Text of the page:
Melt butter in heavy very large skillet over medium-high heat. Add onions; sauté until just tender, about 6 minutes. Add minced thyme, reduce heat to medium and cook until onions are golden, stirring often, about 25 minutes. Add garlic and sauté 2 minutes. Add 1/4 cup wine; stir until almost all liquid evaporates, about 2 minutes. Sprinkle sugar over onions and sauté until soft and brown, about 10 minutes. Add remaining 1/4 cup wine; stir just until liquid evaporates, about 2 minutes. Season to taste with salt and pepper. Cool. (Can be prepare 2 days ahead. Cover and refrigerate.)

Preheat oven to 350°F. Unwrap Brie, reserving bottom of wooden box. Cut away only top rind of cheese, leaving rind on sides and bottom intact. Return Brie to box, rind side down. Place box on baking sheet. Top Brie evenly with onion mixture. Bake until cheese just melts, about 30 minutes. Transfer Brie in box to platter. Surround with baguette slices.

 

From:Epicurious.com

 

 

 

Beef and Guinness Stew

3 tablespoons canola oil, divided
1/4 cup all-purpose flour
2 pounds boneless chuck roast, trimmed and cut into 1-inch cubes
1 teaspoon salt, divided
5 cups chopped onion (about 3 onions)
1 tablespoon tomato paste
4 cups fat-free, lower-sodium beef broth
1 (11.2-ounce) bottle Guinness Stout
1 tablespoon raisins
1 teaspoon caraway seeds
1/2 teaspoon black pepper
1 1/2 cups (1/2-inch-thick) diagonal slices carrot (about 8 ounces)
1 1/2 cups (1/2-inch-thick) diagonal slices parsnip (about 8 ounces)
1 cup (1/2-inch) cubed peeled turnip (about 8 ounces)
2 tablespoons finely chopped fresh flat-leaf parsley

Heat 1 1/2 tablespoons oil in a Dutch oven over medium-high heat. Place flour in a shallow dish. Sprinkle beef with 1/2 teaspoon salt; dredge beef in flour. Add half of beef to pan; cook 5 minutes, turning to brown on all sides. Remove beef from pan with a slotted spoon. Repeat procedure with remaining 1 1/2 tablespoons oil and beef.

2. Add onion to pan; cook 5 minutes or until tender, stirring occasionally. Stir in tomato paste; cook 1 minute, stirring frequently. Stir in broth and beer, scraping pan to loosen browned bits. Return meat to pan. Stir in remaining 1/2 teaspoon salt, raisins, caraway seeds, and pepper; bring to a boil. Cover, reduce heat, and simmer 1 hour, stirring occasionally. Uncover and bring to a boil. Cook 50 minutes, stirring occasionally. Add carrot, parsnip, and turnip. Cover, reduce heat to low, and simmer 30 minutes, stirring occasionally. Uncover and bring to a boil; cook 10 minutes or until vegetables are tender. Sprinkle with parsley.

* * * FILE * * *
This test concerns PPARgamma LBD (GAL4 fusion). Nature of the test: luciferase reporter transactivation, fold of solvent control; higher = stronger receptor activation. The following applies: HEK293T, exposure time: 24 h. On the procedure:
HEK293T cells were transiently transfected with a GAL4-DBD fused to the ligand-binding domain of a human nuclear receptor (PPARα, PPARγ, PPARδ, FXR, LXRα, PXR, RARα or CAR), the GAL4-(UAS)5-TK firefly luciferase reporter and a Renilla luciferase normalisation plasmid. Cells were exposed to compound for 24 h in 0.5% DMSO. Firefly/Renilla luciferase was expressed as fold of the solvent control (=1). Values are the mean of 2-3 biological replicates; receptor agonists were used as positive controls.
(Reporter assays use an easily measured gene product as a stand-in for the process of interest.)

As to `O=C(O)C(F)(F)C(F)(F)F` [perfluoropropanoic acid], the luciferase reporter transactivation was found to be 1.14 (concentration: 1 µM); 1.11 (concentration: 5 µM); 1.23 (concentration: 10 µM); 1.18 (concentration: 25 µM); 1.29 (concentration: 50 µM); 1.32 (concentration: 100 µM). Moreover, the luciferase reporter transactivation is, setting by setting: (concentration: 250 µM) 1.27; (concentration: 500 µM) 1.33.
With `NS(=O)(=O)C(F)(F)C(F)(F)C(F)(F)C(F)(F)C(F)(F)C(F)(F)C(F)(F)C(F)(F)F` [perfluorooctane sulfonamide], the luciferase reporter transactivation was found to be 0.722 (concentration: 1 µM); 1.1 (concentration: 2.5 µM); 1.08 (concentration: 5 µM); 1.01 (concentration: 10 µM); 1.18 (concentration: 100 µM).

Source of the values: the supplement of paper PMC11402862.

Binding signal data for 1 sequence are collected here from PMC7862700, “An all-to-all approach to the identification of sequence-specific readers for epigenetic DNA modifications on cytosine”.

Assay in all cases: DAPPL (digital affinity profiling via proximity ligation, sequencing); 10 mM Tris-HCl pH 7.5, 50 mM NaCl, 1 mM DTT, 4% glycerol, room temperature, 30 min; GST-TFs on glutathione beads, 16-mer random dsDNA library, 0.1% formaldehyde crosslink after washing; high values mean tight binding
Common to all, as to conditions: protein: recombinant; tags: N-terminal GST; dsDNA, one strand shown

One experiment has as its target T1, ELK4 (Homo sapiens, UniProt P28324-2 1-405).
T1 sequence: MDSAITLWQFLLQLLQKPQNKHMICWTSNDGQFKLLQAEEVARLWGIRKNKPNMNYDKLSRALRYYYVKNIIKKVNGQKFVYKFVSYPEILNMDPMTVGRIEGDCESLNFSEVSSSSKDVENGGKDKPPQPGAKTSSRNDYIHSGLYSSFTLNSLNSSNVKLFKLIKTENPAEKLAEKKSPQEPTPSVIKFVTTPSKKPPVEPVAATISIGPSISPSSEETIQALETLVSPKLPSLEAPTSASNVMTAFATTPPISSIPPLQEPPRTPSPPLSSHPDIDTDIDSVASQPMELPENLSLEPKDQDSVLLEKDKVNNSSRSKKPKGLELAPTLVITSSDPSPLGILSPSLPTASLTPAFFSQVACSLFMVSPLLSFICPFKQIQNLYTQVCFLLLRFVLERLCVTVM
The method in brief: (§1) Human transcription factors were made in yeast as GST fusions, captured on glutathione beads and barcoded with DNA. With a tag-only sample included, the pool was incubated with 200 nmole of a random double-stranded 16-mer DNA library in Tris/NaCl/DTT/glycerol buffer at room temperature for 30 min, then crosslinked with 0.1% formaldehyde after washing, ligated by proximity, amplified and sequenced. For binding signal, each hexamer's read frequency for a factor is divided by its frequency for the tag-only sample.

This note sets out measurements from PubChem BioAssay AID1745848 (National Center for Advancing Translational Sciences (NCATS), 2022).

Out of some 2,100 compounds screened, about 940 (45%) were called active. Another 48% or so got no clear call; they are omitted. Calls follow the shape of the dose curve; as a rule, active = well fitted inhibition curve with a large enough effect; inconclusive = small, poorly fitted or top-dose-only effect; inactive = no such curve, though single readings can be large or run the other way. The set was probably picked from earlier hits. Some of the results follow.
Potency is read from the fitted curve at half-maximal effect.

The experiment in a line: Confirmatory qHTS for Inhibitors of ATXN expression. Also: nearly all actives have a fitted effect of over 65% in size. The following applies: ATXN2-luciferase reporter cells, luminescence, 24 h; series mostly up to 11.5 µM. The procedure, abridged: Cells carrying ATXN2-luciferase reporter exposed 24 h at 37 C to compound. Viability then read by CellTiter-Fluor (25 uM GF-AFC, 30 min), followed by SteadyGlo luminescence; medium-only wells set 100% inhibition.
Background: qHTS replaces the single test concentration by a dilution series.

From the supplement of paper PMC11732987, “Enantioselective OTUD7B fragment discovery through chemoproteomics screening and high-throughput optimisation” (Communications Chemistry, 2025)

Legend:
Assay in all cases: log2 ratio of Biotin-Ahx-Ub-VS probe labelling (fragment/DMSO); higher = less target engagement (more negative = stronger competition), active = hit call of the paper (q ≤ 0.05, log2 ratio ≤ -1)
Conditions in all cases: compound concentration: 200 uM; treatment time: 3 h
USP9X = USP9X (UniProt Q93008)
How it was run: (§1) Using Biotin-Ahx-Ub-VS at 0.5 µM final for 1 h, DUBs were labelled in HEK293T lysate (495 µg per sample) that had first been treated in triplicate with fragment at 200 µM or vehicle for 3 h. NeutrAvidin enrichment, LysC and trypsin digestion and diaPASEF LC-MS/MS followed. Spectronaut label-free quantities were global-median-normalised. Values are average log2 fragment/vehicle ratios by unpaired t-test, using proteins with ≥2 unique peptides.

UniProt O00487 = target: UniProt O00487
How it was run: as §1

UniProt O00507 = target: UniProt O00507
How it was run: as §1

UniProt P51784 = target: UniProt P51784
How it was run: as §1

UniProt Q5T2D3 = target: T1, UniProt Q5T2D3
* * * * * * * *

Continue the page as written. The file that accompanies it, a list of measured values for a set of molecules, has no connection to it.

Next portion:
How To Make Vegetable Stock

Ingredients:
1 to 2 onions
2 to 3 carrots
3 to 4 celery stalks
4 to 5 sprigs fresh thyme
1 bay leaf
1 small bunch parsley
1 teaspoon whole peppercorns

Optional Extras: leeks (especially the green parts), fennel, tomatoes, mushrooms, mushroom stems, parsnips
Equipment
Sharp knife
Stock pot
Strainer
Cheesecloth or coffee filters (for straining)
Storage containers

1. Gather Some Vegetables and Herbs: Onions, carrots, and celery give stock a great base flavor, and you can round these out with any of the other vegetables listed above. You can also make stock using any amount of vegetables that you happen to have on-hand, but it’s good to have a roughly equal portion of each so the resulting stock will have a balanced flavor.  It’s nice to add a few herbs to the stock, but we tend to keep them fairly light. Parsley does really well, especially the stems leftover from picking off the tops. Bay leaf adds a pungent, earthy flavor and thyme gives a nice woody note.

2. Roughly Chop All The Vegetables: Wash any visible dirt off the vegetables and give them a rough chop. You don’t even need to peel them first unless you really want to. (Some people even advocate leaving on the onion skins!) Throw all the vegetables in a pot big enough to hold them plus a few extra inches of water.